As technology becomes more and more a central point of our lives, people have become increasingly concerned with technology use’s effects on our emotional wellbeing – especially social media. The data is confusing. Some studies suggest adolescent use of social media can increase mood and anxiety disorders1. Other studies suggest that social media use is not predictive of mental health challenges2.
Concerns don’t end with social media. Blue light emission from our electronic devices have a harmful effect on our circadian rhythm (body clock), leading to sleep disturbances and more. (If this sounds like you, I have a video on how to reset your body clock.)
The truth is, technology isn’t going to reverse or even slow its development, and these relationships aren’t going to do away. These studies address the symptoms, but the broader question is: how can we build an emotionally-healthy relationship with technology?
First, let’s get some definitions out of the way.
What is Emotional Health?
Emotional health is a person’s ability to identify, process and act upon feelings in specific circumstances and over the course of time. Emotional health incorporates emotional intelligence and emotional resilience. Let’s unpack those two concepts.
Emotional intelligence is the awareness of one’s emotional state and those of others – especially in response to external stimuli. Have you ever been around someone who, especially in the face of immediate adversity, clearly knows how to carry themselves and interact with others? Emotional intelligence is an extremely important aspect of leadership at all levels.
Emotional resilience, on the other hand, concerns one’s ability to adjust to circumstances and recover from emotional setback. How well do you respond to bad news? Do setbacks and acute stress send you down a dark road? How quickly can you return to your fully-functioning state of mind?
Does technology harm our emotional health? It depends on our relationship with technology. If technology gives us a way out, a way to disconnect from truly processing and feeling into where we are in life, if it gives us a way to push aside our wellbeing. That irresponsible kind of escapism is absolutely harmful.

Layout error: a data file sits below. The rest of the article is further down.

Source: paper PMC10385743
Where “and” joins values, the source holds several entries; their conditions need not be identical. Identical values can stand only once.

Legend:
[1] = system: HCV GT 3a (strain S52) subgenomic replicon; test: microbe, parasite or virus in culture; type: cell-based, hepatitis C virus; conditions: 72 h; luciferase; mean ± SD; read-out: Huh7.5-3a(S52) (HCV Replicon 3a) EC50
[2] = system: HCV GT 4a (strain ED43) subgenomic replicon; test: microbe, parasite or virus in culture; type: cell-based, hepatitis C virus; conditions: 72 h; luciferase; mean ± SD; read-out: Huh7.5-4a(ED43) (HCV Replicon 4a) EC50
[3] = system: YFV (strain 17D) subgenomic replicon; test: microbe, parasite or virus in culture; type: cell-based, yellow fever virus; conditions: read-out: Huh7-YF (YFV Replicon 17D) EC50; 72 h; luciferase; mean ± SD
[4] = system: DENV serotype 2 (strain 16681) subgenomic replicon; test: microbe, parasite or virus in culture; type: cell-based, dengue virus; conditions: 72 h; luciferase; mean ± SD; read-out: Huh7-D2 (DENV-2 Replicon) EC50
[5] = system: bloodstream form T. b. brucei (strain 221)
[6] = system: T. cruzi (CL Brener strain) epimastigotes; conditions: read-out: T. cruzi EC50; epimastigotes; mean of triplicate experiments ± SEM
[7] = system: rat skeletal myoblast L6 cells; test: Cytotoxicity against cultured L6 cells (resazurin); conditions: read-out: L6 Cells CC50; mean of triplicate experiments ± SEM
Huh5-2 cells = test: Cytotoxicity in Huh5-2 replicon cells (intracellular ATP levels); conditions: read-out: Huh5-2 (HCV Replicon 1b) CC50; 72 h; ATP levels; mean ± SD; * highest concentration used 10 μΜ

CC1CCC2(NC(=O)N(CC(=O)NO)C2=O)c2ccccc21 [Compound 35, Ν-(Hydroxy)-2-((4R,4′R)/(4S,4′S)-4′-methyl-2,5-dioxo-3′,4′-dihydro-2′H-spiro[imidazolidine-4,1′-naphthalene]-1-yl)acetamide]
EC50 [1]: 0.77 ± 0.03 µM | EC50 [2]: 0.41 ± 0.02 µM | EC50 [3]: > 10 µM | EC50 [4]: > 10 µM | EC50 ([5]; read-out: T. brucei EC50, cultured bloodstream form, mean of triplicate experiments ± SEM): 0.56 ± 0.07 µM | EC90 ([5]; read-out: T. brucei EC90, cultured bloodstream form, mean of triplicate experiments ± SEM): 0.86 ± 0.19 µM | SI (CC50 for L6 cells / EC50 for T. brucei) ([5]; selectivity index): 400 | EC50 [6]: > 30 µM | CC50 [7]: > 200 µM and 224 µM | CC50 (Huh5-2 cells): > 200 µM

On the other hand, you found Plantie because of technology. You’re reading this article right now because of technology. It can’t all be bad.
Like anything, the correlation between technology and our emotional health resides in our own relationship with technology.
Here are five ways to make technology work for your emotional health:
1. Morning and evening routines
A great day starts the night before. Place your phone in a room other than your bedroom. Benefits? Less blue light exposure before bed leads to better melatonin secretion, allowing you to sleep more soundly. When you wake up in the middle of the night to go to the bathroom, you won’t have the mental stimulation from notifications or the urge to check social media. When you wake up in the morning, engage in a morning routine that puts YOU first. Maybe spend 10 minutes outside with the sun on your face, sit down to meditate or pray in a designated location, and/or try journaling. (If you don’t have a journaling system, you can try mine out at https://drkjournal.com – it’s totally free.)
Once you have completed your morning routine, you’ll have taken charge of your day. You will have owned your mind space. Then, and only then, do you pick up your phone. Checking your phone last thing at night and first thing in the morning is an easy way to give away your power and send you down a path of stress and poor emotional health.